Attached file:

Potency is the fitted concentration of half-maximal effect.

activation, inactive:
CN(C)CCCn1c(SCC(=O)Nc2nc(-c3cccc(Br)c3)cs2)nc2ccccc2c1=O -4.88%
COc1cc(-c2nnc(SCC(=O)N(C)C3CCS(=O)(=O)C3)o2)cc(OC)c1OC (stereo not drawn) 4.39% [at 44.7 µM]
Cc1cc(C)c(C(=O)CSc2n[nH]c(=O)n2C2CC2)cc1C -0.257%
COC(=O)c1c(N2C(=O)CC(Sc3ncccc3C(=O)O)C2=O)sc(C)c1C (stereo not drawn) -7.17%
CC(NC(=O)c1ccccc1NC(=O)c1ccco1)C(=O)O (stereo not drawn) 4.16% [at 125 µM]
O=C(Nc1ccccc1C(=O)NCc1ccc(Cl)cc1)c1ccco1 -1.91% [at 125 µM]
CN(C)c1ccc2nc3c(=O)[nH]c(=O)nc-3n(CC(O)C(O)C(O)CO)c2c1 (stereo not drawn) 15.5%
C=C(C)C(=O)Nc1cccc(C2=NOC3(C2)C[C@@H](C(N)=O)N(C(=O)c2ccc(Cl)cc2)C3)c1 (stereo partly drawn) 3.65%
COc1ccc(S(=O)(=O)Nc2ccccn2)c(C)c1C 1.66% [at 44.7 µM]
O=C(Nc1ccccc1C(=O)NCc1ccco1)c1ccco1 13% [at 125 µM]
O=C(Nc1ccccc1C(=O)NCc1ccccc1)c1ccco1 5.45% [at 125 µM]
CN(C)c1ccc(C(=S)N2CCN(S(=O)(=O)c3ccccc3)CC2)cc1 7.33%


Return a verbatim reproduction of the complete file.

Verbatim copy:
Potency is the fitted concentration of half-maximal effect.

activation, inactive:
CN(C)CCCn1c(SCC(=O)Nc2nc(-c3cccc(Br)c3)cs2)nc2ccccc2c1=O -4.88%
COc1cc(-c2nnc(SCC(=O)N(C)C3CCS(=O)(=O)C3)o2)cc(OC)c1OC (stereo not drawn) 4.39% [at 44.7 µM]
Cc1cc(C)c(C(=O)CSc2n[nH]c(=O)n2C2CC2)cc1C -0.257%
COC(=O)c1c(N2C(=O)CC(Sc3ncccc3C(=O)O)C2=O)sc(C)c1C (stereo not drawn) -7.17%
CC(NC(=O)c1ccccc1NC(=O)c1ccco1)C(=O)O (stereo not drawn) 4.16% [at 125 µM]
O=C(Nc1ccccc1C(=O)NCc1ccc(Cl)cc1)c1ccco1 -1.91% [at 125 µM]
CN(C)c1ccc2nc3c(=O)[nH]c(=O)nc-3n(CC(O)C(O)C(O)CO)c2c1 (stereo not drawn) 15.5%
C=C(C)C(=O)Nc1cccc(C2=NOC3(C2)C[C@@H](C(N)=O)N(C(=O)c2ccc(Cl)cc2)C3)c1 (stereo partly drawn) 3.65%
COc1ccc(S(=O)(=O)Nc2ccccn2)c(C)c1C 1.66% [at 44.7 µM]
O=C(Nc1ccccc1C(=O)NCc1ccco1)c1ccco1 13% [at 125 µM]
O=C(Nc1ccccc1C(=O)NCc1ccccc1)c1ccco1 5.45% [at 125 µM]
CN(C)c1ccc(C(=S)N2CCN(S(=O)(=O)c3ccccc3)CC2)cc1 7.33%